‘Big Brother’ Host Julie Chen Admits She ‘Wasn’t Good’ In Early Seasons Of CBS Reality Show

The longtime host of the summertime reality show said early criticism felt like a punch 'in the gut.'

Big Brother host Julie Chen
Sonja Flemming / CBS

The longtime host of the summertime reality show said early criticism felt like a punch 'in the gut.'

Big Brother host Julie Chen is admitting that she wasn’t at the top of her game when the CBS reality show debuted 20 years ago.

In a new interview, Julie said that after anchoring CBS This Morning and The Early Show, the thought of hosting a reality TV competition had her feeling “nervous and scared,” but also “excited.” Unfortunately, the archaic first season of Big Brother couldn’t hold a candle to Survivor, which had debuted to massive ratings earlier that summer.

Julie told Yahoo Entertainment that after Big Brother premiered on July 5, 2000, she remembered reading all of the “terrible,” “negative” reviews about her show.

“They were mean,” she said of her critics. “And I remember feeling like I got like punched in the gut.”

Julie noted that critics didn’t like the show, didn’t like the houseguests, didn’t like the furniture in the house, and worst of all didn’t like her.

“To be honest, I wasn’t good,” the Big Brother host admitted. “I didn’t feel comfortable, like, it showed. I didn’t own it. I didn’t know how to be.”

One of Julie’s biggest critics was 60 Minutes veteran Andy Rooney, who famously called her participation in the CBS reality show “a further deterioration of news standards.”

Julie told Larry King, via YouTube, that Rooney’s comments about her “really stung” because he was from the same network. Chen had once hoped to get a role on the long-running CBS news program but knew once she agreed to host Big Brother that she’d lost her chance at working on 60 Minutes forever.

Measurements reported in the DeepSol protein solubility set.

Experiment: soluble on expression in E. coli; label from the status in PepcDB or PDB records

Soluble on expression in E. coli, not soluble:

Julie Chen hosting the 6th season of Big Brother
  Vince Bucci / Getty Images

Longtime viewers know that the first season of Big Brother had no Head of Household or Power of Veto competitions so it was a lot of just watching the contestants hang out for three months. In the Yahoo interview, Julie denounced the “filler” that was incorporated into the first season of the show, such as her chats with specialists like Dr. Drew Pinsky.

Julie said the Dr. Drew segments felt “overproduced” and 20 years later she questioned why they were trying to examine the psychology of the Big Brother houseguests in such a serious way.

“That stuff kind of feels like, I can’t believe we put that out,” the Big Brother host said.

As for Big Brother’s annual snub at the Emmy Awards – in 20 years, the show has never scored even one nod, while Survivor was nominated in Primetime Emmy categories consistently from 2001-2017 – Julie admitted her show has also been the network’s “bastard child,” but that she’s grateful that it keeps getting renewed.

Julie recently revealed that she was forced to take the Big Brother hosting job after she initially turned it down. The former CBS Early Show newsreader was told if she didn’t take the Big Brother gig it could still be assigned to her, and if she refused it would be considered “insubordination.”